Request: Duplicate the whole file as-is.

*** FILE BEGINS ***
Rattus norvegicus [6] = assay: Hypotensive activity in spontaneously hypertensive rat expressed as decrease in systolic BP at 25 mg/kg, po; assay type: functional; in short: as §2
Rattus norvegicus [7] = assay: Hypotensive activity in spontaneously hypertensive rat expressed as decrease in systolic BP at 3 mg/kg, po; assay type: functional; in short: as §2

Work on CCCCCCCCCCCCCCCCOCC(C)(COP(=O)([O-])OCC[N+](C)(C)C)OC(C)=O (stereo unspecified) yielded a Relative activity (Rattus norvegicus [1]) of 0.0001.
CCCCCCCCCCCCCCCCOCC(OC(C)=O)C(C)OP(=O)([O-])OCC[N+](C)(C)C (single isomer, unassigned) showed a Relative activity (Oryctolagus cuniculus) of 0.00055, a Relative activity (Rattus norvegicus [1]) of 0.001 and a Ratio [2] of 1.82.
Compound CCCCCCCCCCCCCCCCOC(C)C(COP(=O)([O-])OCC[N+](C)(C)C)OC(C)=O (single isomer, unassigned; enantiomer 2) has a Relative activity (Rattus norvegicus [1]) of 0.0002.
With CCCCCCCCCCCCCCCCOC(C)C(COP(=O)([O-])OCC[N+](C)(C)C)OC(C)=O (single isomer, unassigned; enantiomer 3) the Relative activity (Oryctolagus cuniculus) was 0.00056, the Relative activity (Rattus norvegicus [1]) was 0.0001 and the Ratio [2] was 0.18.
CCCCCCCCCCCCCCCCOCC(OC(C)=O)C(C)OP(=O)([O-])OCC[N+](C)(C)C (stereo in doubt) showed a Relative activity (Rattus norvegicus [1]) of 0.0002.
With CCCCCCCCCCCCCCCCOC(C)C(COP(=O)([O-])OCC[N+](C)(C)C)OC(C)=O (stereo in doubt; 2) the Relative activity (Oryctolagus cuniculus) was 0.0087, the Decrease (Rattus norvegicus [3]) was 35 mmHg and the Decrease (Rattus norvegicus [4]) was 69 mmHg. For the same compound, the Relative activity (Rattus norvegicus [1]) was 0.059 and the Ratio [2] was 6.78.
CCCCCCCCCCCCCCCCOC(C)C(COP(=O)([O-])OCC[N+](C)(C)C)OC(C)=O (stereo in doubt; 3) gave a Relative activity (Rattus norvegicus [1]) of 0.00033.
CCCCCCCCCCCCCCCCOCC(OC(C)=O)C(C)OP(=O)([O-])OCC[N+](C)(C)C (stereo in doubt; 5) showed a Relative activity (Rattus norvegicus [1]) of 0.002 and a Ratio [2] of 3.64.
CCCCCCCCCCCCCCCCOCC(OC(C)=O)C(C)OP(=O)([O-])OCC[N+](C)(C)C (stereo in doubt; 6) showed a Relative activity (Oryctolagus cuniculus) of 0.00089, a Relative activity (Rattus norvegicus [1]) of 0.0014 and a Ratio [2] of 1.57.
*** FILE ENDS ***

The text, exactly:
Rattus norvegicus [6] = assay: Hypotensive activity in spontaneously hypertensive rat expressed as decrease in systolic BP at 25 mg/kg, po; assay type: functional; in short: as §2
Rattus norvegicus [7] = assay: Hypotensive activity in spontaneously hypertensive rat expressed as decrease in systolic BP at 3 mg/kg, po; assay type: functional; in short: as §2

Work on CCCCCCCCCCCCCCCCOCC(C)(COP(=O)([O-])OCC[N+](C)(C)C)OC(C)=O (stereo unspecified) yielded a Relative activity (Rattus norvegicus [1]) of 0.0001.
CCCCCCCCCCCCCCCCOCC(OC(C)=O)C(C)OP(=O)([O-])OCC[N+](C)(C)C (single isomer, unassigned) showed a Relative activity (Oryctolagus cuniculus) of 0.00055, a Relative activity (Rattus norvegicus [1]) of 0.001 and a Ratio [2] of 1.82.
Compound CCCCCCCCCCCCCCCCOC(C)C(COP(=O)([O-])OCC[N+](C)(C)C)OC(C)=O (single isomer, unassigned; enantiomer 2) has a Relative activity (Rattus norvegicus [1]) of 0.0002.
With CCCCCCCCCCCCCCCCOC(C)C(COP(=O)([O-])OCC[N+](C)(C)C)OC(C)=O (single isomer, unassigned; enantiomer 3) the Relative activity (Oryctolagus cuniculus) was 0.00056, the Relative activity (Rattus norvegicus [1]) was 0.0001 and the Ratio [2] was 0.18.
CCCCCCCCCCCCCCCCOCC(OC(C)=O)C(C)OP(=O)([O-])OCC[N+](C)(C)C (stereo in doubt) showed a Relative activity (Rattus norvegicus [1]) of 0.0002.
With CCCCCCCCCCCCCCCCOC(C)C(COP(=O)([O-])OCC[N+](C)(C)C)OC(C)=O (stereo in doubt; 2) the Relative activity (Oryctolagus cuniculus) was 0.0087, the Decrease (Rattus norvegicus [3]) was 35 mmHg and the Decrease (Rattus norvegicus [4]) was 69 mmHg. For the same compound, the Relative activity (Rattus norvegicus [1]) was 0.059 and the Ratio [2] was 6.78.
CCCCCCCCCCCCCCCCOC(C)C(COP(=O)([O-])OCC[N+](C)(C)C)OC(C)=O (stereo in doubt; 3) gave a Relative activity (Rattus norvegicus [1]) of 0.00033.
CCCCCCCCCCCCCCCCOCC(OC(C)=O)C(C)OP(=O)([O-])OCC[N+](C)(C)C (stereo in doubt; 5) showed a Relative activity (Rattus norvegicus [1]) of 0.002 and a Ratio [2] of 3.64.
CCCCCCCCCCCCCCCCOCC(OC(C)=O)C(C)OP(=O)([O-])OCC[N+](C)(C)C (stereo in doubt; 6) showed a Relative activity (Oryctolagus cuniculus) of 0.00089, a Relative activity (Rattus norvegicus [1]) of 0.0014 and a Ratio [2] of 1.57.